Large minnows will be munching up weeds in Lake Norman starting Monday.
Sterile grass carp, a large minnow native to eastern Asia, will help control the fast-growing weed known as hydrilla which has infested parts of Lake Norman.
A total of 6,000 of these fish will be let lose to swim in the lake in order to help with the 500 acres that are infested with the weed.
On Monday, 4,250 fish will be dumped into the lake from a ramp at Queens Cove. This has been sited as the most weed infested area.
On Friday, the remaining amount of 1,750 will be deposited.
Bob Elliott, chairman of the hydrilla committee of the Lake Norman Marine Commission said it will be a couple of years before the lake will see any results.
However, he said it is a good thing they are getting started now.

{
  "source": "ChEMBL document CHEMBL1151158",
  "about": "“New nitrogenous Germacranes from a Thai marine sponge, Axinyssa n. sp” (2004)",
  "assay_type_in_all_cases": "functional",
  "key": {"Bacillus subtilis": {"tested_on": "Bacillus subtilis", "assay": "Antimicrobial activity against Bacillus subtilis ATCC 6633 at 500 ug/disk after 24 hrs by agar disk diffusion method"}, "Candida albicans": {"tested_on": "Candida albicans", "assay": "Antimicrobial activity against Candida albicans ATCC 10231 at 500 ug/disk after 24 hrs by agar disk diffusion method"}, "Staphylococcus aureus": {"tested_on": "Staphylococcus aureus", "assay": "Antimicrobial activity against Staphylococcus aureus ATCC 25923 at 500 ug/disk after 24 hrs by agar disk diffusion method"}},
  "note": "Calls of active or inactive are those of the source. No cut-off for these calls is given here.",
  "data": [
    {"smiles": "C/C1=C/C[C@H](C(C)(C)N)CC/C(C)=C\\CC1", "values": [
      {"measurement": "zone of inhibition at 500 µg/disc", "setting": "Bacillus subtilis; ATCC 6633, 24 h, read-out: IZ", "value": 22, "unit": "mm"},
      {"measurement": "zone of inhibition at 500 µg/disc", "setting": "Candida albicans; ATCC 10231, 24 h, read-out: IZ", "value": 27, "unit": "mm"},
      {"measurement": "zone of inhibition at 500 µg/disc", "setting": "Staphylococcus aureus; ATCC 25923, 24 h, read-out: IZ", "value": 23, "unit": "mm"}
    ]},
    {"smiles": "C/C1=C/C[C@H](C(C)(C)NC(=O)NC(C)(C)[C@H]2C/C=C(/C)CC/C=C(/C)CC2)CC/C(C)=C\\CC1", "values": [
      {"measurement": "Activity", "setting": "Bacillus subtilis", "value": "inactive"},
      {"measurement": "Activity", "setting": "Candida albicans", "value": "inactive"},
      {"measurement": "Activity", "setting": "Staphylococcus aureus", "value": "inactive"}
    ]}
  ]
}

â€œThe sooner we start, the better,â€ he said.
The 12-inch-long fish will be arriving in large trucks and be dumped in from a big pipe which will swing out into the lake.
Before approving the grass carp, the hydrilla committee also considered putting chemicals in the lake as another option.
However, the carp is much cheaper and many people were opposed to putting chemicals in the lake.
The shipment of the fish cost $40,000. The state is paying for half of the cost and the marine commission is raising the remaining $20,000.
Already a large portion of the money has been raised.
by Amy Wadsworth